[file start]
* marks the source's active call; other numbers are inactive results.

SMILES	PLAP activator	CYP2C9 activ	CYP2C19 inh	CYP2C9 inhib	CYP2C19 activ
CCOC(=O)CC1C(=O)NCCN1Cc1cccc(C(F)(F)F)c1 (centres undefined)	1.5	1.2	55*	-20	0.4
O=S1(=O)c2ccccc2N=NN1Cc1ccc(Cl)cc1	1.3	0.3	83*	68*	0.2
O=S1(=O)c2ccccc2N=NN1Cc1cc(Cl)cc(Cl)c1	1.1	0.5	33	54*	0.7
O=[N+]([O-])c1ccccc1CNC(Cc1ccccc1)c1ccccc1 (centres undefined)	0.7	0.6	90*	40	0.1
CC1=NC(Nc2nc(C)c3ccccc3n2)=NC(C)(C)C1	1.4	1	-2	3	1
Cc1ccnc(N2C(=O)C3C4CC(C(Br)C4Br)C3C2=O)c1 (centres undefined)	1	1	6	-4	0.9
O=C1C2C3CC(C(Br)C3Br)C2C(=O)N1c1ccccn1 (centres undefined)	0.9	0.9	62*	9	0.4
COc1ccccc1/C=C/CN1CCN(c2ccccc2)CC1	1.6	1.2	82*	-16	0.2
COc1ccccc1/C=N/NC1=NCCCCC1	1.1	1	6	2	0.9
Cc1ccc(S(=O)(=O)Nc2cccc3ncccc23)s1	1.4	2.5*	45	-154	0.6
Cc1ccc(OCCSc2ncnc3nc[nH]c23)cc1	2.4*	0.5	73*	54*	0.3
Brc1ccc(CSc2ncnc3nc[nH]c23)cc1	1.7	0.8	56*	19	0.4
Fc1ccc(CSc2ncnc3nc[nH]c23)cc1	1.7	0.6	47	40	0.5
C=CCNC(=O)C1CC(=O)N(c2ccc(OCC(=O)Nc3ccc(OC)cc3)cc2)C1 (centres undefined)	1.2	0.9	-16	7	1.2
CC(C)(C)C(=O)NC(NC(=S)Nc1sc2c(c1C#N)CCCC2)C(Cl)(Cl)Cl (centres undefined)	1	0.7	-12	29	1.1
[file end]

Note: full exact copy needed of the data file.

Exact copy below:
* marks the source's active call; other numbers are inactive results.

SMILES	PLAP activator	CYP2C9 activ	CYP2C19 inh	CYP2C9 inhib	CYP2C19 activ
CCOC(=O)CC1C(=O)NCCN1Cc1cccc(C(F)(F)F)c1 (centres undefined)	1.5	1.2	55*	-20	0.4
O=S1(=O)c2ccccc2N=NN1Cc1ccc(Cl)cc1	1.3	0.3	83*	68*	0.2
O=S1(=O)c2ccccc2N=NN1Cc1cc(Cl)cc(Cl)c1	1.1	0.5	33	54*	0.7
O=[N+]([O-])c1ccccc1CNC(Cc1ccccc1)c1ccccc1 (centres undefined)	0.7	0.6	90*	40	0.1
CC1=NC(Nc2nc(C)c3ccccc3n2)=NC(C)(C)C1	1.4	1	-2	3	1
Cc1ccnc(N2C(=O)C3C4CC(C(Br)C4Br)C3C2=O)c1 (centres undefined)	1	1	6	-4	0.9
O=C1C2C3CC(C(Br)C3Br)C2C(=O)N1c1ccccn1 (centres undefined)	0.9	0.9	62*	9	0.4
COc1ccccc1/C=C/CN1CCN(c2ccccc2)CC1	1.6	1.2	82*	-16	0.2
COc1ccccc1/C=N/NC1=NCCCCC1	1.1	1	6	2	0.9
Cc1ccc(S(=O)(=O)Nc2cccc3ncccc23)s1	1.4	2.5*	45	-154	0.6
Cc1ccc(OCCSc2ncnc3nc[nH]c23)cc1	2.4*	0.5	73*	54*	0.3
Brc1ccc(CSc2ncnc3nc[nH]c23)cc1	1.7	0.8	56*	19	0.4
Fc1ccc(CSc2ncnc3nc[nH]c23)cc1	1.7	0.6	47	40	0.5
C=CCNC(=O)C1CC(=O)N(c2ccc(OCC(=O)Nc3ccc(OC)cc3)cc2)C1 (centres undefined)	1.2	0.9	-16	7	1.2
CC(C)(C)C(=O)NC(NC(=S)Nc1sc2c(c1C#N)CCCC2)C(Cl)(Cl)Cl (centres undefined)	1	0.7	-12	29	1.1